BEIJING - The problem with knowing the athlete you're covering is that you know the athlete you're covering. The idea is to record the emotion of the moment without feeling it, but if you've watched someone run all around your small town since she was in grade school, if you've seen firsthand the sweat and toil that went into just getting her to National Stadium last night, well, I'm not sure it's possible.

So there was Haddonfield's Erin Donohue, running third in a pack of nine as they all came around the bend for the final stretch of her 1,500 semifinal race. And there you were, feeling every stride, every bang of the arm, as the pack pushed ahead of her one by one, each heightening the anguish on her face until the final 10 meters seemed an act of utter despair.

"I just couldn't close," she said after finishing eighth in her semifinal heat with a time of 4 minutes, 16.05 seconds, failing to make tomorrow's final. "Off a slow pace like that, you can't be surprised when these girls come up on you. You have to be ready to go. And I didn't have it to go."

Donohue was more than 11 seconds off her personal best, but less than 3 seconds behind heat winner Iryna Lishchynska, of Ukraine. Hers was by far the slowest of the three heats run, Lishchynska's time slower than 10 runners from the two other races who did not make it.

Which meant, in Donohue's first Olympic race ever, that her dream of making the Olympic final was as close as the runners who crowded her. She knew it, too, spurting forward at times as she lapped the track, trying to bust free from the wedge that had her pinned along the rail.

"Coming off the curve I was actually in a pretty good position,'' she said. "It actually really opened up. That's what's so disappointing. I saw daylight and really went backwards instead of staying up and staying loose. I got tight and that was it.''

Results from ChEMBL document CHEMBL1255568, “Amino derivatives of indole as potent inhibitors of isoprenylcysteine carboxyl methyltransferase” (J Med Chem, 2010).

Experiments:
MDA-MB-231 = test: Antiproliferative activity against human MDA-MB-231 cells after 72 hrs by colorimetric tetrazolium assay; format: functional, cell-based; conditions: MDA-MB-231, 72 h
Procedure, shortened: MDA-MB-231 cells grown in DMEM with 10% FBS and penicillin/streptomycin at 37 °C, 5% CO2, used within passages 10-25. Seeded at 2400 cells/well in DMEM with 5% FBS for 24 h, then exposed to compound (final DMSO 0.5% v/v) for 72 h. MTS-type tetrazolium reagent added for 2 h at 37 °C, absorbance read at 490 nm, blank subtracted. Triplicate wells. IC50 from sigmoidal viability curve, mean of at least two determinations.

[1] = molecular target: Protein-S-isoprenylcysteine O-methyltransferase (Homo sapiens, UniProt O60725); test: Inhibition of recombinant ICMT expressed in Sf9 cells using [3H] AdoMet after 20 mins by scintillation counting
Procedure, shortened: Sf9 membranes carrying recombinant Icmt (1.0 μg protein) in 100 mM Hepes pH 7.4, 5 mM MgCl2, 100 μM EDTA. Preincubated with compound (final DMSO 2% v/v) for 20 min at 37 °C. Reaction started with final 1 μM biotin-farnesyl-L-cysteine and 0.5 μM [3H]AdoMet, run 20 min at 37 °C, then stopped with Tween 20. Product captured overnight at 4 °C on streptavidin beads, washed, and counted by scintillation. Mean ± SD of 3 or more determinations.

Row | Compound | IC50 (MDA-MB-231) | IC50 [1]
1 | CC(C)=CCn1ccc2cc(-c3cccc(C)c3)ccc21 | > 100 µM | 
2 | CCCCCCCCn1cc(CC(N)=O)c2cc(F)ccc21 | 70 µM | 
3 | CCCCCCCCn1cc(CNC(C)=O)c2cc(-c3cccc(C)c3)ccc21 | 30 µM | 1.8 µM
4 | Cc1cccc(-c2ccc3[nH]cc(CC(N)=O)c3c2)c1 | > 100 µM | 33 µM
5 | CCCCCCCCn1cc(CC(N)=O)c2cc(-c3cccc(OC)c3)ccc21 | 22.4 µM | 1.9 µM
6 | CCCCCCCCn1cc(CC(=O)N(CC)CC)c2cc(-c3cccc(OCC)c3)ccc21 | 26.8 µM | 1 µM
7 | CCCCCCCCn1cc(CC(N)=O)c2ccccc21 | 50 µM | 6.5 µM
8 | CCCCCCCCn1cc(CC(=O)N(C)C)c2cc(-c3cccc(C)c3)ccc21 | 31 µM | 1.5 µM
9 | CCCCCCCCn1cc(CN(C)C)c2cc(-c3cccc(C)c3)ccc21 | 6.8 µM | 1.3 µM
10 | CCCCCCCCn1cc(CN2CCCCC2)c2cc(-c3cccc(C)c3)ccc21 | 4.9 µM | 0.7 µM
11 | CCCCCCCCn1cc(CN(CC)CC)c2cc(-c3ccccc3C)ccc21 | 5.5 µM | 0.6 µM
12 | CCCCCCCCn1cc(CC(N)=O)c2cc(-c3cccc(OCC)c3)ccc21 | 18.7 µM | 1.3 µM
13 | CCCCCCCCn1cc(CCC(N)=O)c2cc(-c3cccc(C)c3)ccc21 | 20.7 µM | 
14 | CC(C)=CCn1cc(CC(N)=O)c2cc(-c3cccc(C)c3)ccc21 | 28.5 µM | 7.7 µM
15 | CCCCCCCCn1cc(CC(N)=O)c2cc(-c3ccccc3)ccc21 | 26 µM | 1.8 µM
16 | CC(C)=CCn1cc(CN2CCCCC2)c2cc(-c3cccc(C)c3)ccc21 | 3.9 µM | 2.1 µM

This is the ugly side of the Olympic dream. Once the games really get going, heartache rules the day. Far more people leave here with sad stories than happy ones. By yesterday, the 13th day of competition, you develop a certain callousness to it.

But this was different. You felt this one, right down there in the bottom of your stomach. You know how much proving she had to do to get here, how she trained late night in the Oregon rain because that's the only time her coach, John Cook, was available. You have read or heard the dismissive things written about her 5-7, 143-pound frame. A New York Times story this week referred to her as "chunky."


You were around for some of those teen moments, too. The big victories, sure, but the ones that produced that anguished look as well. After a tough basketball loss to Sterling as a 14-year-old varsity guard. After a big high school cross country race that went about as well for her as yesterday's race.

"I really wanted to perform well here,'' she said. "The Olympics, in front of thousands. I wanted it really bad.''

Too bad, maybe, she said. She was smiling now, 15 minutes after the race, a tough-it-out smile rather than a happy one. There were about a dozen reporters waiting to find out what happened, from the stops along her journey here - North Carolina, where she went to college, Portland, Ore., where she trained, and Philly, of course. As she spoke, she was a mix of anger and welling tears, but she stayed and talked, beating herself up all the while.

"Maybe I'm just not as fit as I thought I was,'' she said. "Whatever."

You knew she didn't believe it. It was therapy, really, her smile growing more relaxed as she hammered away at herself. Someone asked her if she would try for the London Olympics in 2012, and she said, "Yeah. I got nothing else going on, so why not?"

A joke. A small one, but a start. There would be more angst for sure, questions from her coach about what happened out there, questions from the other runners - the call back home to her mother and father in Haddonfield that would likely boil up her frustration again.

But as she walked away, talking about seeing other races in the next few days, talking about seeing the sights, you realized the pit in your stomach was gone.

There will be another day, she promised.

And the pattern of her life says it will be a much better one. *

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